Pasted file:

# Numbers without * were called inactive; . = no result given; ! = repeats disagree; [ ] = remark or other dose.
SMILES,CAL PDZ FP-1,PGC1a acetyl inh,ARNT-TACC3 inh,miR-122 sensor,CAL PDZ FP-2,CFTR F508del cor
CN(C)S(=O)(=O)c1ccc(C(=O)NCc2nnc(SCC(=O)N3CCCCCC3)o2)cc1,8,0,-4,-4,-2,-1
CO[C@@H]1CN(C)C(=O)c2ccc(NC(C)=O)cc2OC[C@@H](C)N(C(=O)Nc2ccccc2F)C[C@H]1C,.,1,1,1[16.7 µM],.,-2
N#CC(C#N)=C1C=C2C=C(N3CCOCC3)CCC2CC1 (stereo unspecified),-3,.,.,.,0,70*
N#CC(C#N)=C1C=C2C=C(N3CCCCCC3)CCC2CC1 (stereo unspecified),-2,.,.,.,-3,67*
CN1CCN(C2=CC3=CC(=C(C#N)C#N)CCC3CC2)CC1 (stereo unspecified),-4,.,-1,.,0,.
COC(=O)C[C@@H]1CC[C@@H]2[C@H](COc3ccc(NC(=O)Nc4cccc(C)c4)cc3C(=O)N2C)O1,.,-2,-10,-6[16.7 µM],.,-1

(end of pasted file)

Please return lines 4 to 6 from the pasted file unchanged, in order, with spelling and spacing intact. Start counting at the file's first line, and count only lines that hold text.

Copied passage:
CO[C@@H]1CN(C)C(=O)c2ccc(NC(C)=O)cc2OC[C@@H](C)N(C(=O)Nc2ccccc2F)C[C@H]1C,.,1,1,1[16.7 µM],.,-2
N#CC(C#N)=C1C=C2C=C(N3CCOCC3)CCC2CC1 (stereo unspecified),-3,.,.,.,0,70*
N#CC(C#N)=C1C=C2C=C(N3CCCCCC3)CCC2CC1 (stereo unspecified),-2,.,.,.,-3,67*